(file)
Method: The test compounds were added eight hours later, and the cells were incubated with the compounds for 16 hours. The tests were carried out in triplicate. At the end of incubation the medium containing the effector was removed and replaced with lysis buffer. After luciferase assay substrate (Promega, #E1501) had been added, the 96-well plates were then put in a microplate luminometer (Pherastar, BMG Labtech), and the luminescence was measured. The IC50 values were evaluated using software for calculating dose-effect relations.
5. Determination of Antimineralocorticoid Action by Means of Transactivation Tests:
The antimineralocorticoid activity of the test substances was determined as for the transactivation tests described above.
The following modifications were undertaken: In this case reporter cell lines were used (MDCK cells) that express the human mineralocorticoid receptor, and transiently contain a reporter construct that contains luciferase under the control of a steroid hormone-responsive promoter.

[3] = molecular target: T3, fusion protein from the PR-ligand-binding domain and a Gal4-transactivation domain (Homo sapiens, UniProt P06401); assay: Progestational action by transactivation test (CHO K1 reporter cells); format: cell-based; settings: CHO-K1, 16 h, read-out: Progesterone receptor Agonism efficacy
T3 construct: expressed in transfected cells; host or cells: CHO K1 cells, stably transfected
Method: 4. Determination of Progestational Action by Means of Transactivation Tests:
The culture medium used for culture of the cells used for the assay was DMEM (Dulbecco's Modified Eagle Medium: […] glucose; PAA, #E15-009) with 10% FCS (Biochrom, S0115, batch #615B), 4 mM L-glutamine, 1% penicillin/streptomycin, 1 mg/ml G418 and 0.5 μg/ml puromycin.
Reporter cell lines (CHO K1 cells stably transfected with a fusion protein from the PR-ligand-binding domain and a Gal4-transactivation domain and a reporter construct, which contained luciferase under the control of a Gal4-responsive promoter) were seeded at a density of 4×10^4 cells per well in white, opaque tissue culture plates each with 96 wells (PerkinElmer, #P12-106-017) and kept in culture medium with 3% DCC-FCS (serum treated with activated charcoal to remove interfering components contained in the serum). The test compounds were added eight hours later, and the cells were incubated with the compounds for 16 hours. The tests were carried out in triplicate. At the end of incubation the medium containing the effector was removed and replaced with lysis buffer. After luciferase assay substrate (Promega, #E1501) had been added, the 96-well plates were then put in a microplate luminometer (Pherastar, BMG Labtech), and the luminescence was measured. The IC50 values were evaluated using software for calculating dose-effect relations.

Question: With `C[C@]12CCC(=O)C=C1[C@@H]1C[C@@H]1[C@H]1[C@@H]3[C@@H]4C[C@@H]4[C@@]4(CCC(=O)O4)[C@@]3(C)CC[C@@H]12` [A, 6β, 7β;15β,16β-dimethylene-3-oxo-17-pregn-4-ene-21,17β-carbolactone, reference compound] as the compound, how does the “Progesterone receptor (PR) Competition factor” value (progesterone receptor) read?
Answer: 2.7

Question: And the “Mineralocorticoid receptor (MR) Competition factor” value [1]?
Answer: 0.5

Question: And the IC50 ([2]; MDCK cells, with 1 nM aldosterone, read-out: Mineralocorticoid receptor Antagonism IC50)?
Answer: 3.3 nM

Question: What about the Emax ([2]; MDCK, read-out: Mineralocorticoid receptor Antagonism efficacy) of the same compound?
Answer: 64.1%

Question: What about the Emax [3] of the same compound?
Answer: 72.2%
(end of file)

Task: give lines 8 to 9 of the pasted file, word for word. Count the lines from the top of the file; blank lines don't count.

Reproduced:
The culture medium used for culture of the cells used for the assay was DMEM (Dulbecco's Modified Eagle Medium: […] glucose; PAA, #E15-009) with 10% FCS (Biochrom, S0115, batch #615B), 4 mM L-glutamine, 1% penicillin/streptomycin, 1 mg/ml G418 and 0.5 μg/ml puromycin.
Reporter cell lines (CHO K1 cells stably transfected with a fusion protein from the PR-ligand-binding domain and a Gal4-transactivation domain and a reporter construct, which contained luciferase under the control of a Gal4-responsive promoter) were seeded at a density of 4×10^4 cells per well in white, opaque tissue culture plates each with 96 wells (PerkinElmer, #P12-106-017) and kept in culture medium with 3% DCC-FCS (serum treated with activated charcoal to remove interfering components contained in the serum). The test compounds were added eight hours later, and the cells were incubated with the compounds for 16 hours. The tests were carried out in triplicate. At the end of incubation the medium containing the effector was removed and replaced with lysis buffer. After luciferase assay substrate (Promega, #E1501) had been added, the 96-well plates were then put in a microplate luminometer (Pherastar, BMG Labtech), and the luminescence was measured. The IC50 values were evaluated using software for calculating dose-effect relations.